Greenhouse gasses

  • Thread starter jsmith613
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  • #1
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How is water vapour a greenhouse gas? how is it the most imporant and lethal one?
 

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  • #2
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Hi there,

Water vapor is a greenhouse gas!!!

What do you mean by most important and lethal???

Cheers
 
  • #3
russ_watters
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And what do you mean by "how"? Do you know what it means to be a greenhouse gas? Is this homework?
 
  • #4
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And what do you mean by "how"? Do you know what it means to be a greenhouse gas? Is this homework?
THis is not Hwk, it is school notes. What I mean is why is it a greenhouse gas what causes it to be one

thanks
 
  • #5
sylas
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THis is not Hwk, it is school notes. What I mean is why is it a greenhouse gas what causes it to be one

thanks
Basically, a water molecule has many vibration modes that allow it to absorb infrared radiation; which is what it means to be a "greenhouse gas". It's linked to the structure of the molecule as a dipole.

I think this thread probably belongs in Earth science.

Cheers -- sylas
 
  • #6
jsmith,

I'm not sure the at what level of detail you need to get into for your work/notes or personal curiosity. The reasons why H20 (or CO2, CH4, etc) are greenhouse gases involves quantum physics and technicalities which you might not be interested in. If you're doing this just for a high school or lower level undergraduate question then it may suffice to say that water vapor is a greenhouse gas because it strongly absorbs infrared radiation emitted by the Earth. Note that at Earthlike conditions the diatomic molecules (O2, N2, etc) cannot act as greenhouse gases but the triatomic molecules do. To behave as a greenhouse gas, either the molecule must possess a dipole moment or some of its vibrational transitions must produce a temporary dipole moment (this explanation breaks down in other planetary cases, for instance when you have a very dense atmosphere, but is adequate for Earth where oxygen, nitrogen, and argon do not absorb infrared light).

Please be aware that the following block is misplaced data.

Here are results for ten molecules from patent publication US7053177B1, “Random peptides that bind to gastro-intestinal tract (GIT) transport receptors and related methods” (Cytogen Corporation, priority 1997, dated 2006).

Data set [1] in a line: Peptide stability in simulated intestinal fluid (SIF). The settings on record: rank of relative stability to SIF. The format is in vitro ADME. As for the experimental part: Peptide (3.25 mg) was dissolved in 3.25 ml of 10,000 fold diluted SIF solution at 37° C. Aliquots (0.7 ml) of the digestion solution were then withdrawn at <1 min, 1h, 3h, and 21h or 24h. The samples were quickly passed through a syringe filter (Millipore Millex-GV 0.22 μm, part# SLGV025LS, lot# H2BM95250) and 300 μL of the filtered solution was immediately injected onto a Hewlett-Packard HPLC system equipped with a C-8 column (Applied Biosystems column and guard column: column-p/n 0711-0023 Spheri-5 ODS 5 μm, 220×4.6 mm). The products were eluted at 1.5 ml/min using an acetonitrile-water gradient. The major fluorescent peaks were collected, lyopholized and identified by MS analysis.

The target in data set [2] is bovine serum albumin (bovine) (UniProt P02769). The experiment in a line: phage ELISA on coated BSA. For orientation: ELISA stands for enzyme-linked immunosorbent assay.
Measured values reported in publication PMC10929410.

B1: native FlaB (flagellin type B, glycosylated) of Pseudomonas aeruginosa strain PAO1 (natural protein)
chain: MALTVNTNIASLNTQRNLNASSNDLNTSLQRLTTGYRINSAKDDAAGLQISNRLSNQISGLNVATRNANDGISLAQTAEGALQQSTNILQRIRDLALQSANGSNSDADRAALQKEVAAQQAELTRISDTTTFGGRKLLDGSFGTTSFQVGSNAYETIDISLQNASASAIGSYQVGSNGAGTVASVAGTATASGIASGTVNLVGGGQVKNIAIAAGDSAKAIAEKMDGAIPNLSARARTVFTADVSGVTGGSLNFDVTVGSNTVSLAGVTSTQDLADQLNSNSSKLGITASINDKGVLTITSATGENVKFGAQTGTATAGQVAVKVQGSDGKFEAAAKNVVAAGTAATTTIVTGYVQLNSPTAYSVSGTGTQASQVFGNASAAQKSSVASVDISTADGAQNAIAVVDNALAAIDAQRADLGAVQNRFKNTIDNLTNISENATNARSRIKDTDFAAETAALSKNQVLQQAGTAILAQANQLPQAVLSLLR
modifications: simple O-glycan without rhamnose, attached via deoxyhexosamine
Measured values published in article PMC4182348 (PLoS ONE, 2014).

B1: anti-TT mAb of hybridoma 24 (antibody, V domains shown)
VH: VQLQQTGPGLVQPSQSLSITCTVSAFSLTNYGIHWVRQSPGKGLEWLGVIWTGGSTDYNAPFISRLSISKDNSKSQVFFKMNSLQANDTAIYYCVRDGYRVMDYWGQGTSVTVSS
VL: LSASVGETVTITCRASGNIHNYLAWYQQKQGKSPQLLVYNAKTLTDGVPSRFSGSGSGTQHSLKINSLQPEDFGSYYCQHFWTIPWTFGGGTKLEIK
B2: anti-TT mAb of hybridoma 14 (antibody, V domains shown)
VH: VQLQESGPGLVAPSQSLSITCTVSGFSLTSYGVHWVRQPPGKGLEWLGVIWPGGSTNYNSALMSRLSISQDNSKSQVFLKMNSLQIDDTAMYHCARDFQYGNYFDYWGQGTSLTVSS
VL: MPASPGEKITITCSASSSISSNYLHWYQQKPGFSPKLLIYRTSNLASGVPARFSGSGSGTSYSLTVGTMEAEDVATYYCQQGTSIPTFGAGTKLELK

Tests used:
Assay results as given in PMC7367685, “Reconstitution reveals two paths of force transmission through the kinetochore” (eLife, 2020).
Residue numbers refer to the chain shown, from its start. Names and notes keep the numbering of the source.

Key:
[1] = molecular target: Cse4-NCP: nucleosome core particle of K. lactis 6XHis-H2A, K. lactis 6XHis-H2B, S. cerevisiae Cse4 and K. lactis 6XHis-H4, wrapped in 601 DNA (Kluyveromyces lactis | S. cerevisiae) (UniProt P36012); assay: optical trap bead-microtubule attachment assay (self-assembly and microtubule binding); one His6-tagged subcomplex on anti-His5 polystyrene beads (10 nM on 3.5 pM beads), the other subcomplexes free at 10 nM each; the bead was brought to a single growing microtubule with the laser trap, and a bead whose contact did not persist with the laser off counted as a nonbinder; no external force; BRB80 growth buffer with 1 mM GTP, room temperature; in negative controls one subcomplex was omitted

For an explanation which is somewhat detailed but doesn't require a strong mathematical or physics background, I suggest Chapter 3 of David Archer's book describing some of the chemistry of greenhouse gases. This chapter is accessible online at http://geodoc.uchicago.edu/archer.ch4.greenhouse_gases.pdf

Your last question is very ill-posed. I'm not sure what you mean by "lethal." We obviously need water on Earth and the gaseous phase of water which contributes to the greenhouse effect is very important in keeping the temperatures of the Earth above freezing and also in contributing the the hydrologic cycle. I am personally not even in agreement that it is "the most important" greenhouse gas (I think it's sloppy terminology and requires several caveats to make it meaningful to the person learning the subject), although my reasons for saying this are probably more of an academic matter than anything really physically meaningful to the discussion. "Most important" or not, water vapor does however contribute the most to the infrared opacity of the atmosphere when compared to clouds or other greenhouse gases. Because it is a bent triatomic molecule, it has a permanent dipole moment, and thus pure rotation bands in addition to vibration-rotation bands which makes it efficient at absorbing infrared.
 
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